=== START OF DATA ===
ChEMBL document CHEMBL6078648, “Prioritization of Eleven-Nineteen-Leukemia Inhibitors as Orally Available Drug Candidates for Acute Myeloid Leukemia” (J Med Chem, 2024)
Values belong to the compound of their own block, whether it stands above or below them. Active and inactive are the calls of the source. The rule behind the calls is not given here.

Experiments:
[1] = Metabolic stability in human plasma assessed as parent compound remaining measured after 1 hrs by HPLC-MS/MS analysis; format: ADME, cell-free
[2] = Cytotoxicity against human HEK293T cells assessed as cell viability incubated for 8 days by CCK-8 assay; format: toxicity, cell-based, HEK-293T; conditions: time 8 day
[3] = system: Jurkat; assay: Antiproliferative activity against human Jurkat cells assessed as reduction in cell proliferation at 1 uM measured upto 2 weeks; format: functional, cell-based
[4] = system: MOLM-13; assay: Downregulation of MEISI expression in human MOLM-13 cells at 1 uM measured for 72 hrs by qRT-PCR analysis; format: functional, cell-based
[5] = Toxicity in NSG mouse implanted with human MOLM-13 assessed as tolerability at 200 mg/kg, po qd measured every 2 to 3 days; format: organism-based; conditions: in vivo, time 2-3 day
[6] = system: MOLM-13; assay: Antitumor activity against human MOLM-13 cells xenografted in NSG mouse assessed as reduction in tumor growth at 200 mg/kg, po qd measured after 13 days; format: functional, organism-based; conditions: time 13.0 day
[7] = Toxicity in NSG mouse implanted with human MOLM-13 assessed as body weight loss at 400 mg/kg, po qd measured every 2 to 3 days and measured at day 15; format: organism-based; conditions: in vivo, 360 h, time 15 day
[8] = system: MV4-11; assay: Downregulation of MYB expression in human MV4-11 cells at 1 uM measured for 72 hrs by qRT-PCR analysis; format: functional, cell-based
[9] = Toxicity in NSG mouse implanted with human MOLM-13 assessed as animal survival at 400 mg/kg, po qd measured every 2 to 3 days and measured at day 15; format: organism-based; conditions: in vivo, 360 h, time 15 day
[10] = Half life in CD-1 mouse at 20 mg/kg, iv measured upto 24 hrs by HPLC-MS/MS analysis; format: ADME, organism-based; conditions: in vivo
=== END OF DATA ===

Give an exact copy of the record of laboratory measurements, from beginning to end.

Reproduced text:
ChEMBL document CHEMBL6078648, “Prioritization of Eleven-Nineteen-Leukemia Inhibitors as Orally Available Drug Candidates for Acute Myeloid Leukemia” (J Med Chem, 2024)
Values belong to the compound of their own block, whether it stands above or below them. Active and inactive are the calls of the source. The rule behind the calls is not given here.

Experiments:
[1] = Metabolic stability in human plasma assessed as parent compound remaining measured after 1 hrs by HPLC-MS/MS analysis; format: ADME, cell-free
[2] = Cytotoxicity against human HEK293T cells assessed as cell viability incubated for 8 days by CCK-8 assay; format: toxicity, cell-based, HEK-293T; conditions: time 8 day
[3] = system: Jurkat; assay: Antiproliferative activity against human Jurkat cells assessed as reduction in cell proliferation at 1 uM measured upto 2 weeks; format: functional, cell-based
[4] = system: MOLM-13; assay: Downregulation of MEISI expression in human MOLM-13 cells at 1 uM measured for 72 hrs by qRT-PCR analysis; format: functional, cell-based
[5] = Toxicity in NSG mouse implanted with human MOLM-13 assessed as tolerability at 200 mg/kg, po qd measured every 2 to 3 days; format: organism-based; conditions: in vivo, time 2-3 day
[6] = system: MOLM-13; assay: Antitumor activity against human MOLM-13 cells xenografted in NSG mouse assessed as reduction in tumor growth at 200 mg/kg, po qd measured after 13 days; format: functional, organism-based; conditions: time 13.0 day
[7] = Toxicity in NSG mouse implanted with human MOLM-13 assessed as body weight loss at 400 mg/kg, po qd measured every 2 to 3 days and measured at day 15; format: organism-based; conditions: in vivo, 360 h, time 15 day
[8] = system: MV4-11; assay: Downregulation of MYB expression in human MV4-11 cells at 1 uM measured for 72 hrs by qRT-PCR analysis; format: functional, cell-based
[9] = Toxicity in NSG mouse implanted with human MOLM-13 assessed as animal survival at 400 mg/kg, po qd measured every 2 to 3 days and measured at day 15; format: organism-based; conditions: in vivo, 360 h, time 15 day
[10] = Half life in CD-1 mouse at 20 mg/kg, iv measured upto 24 hrs by HPLC-MS/MS analysis; format: ADME, organism-based; conditions: in vivo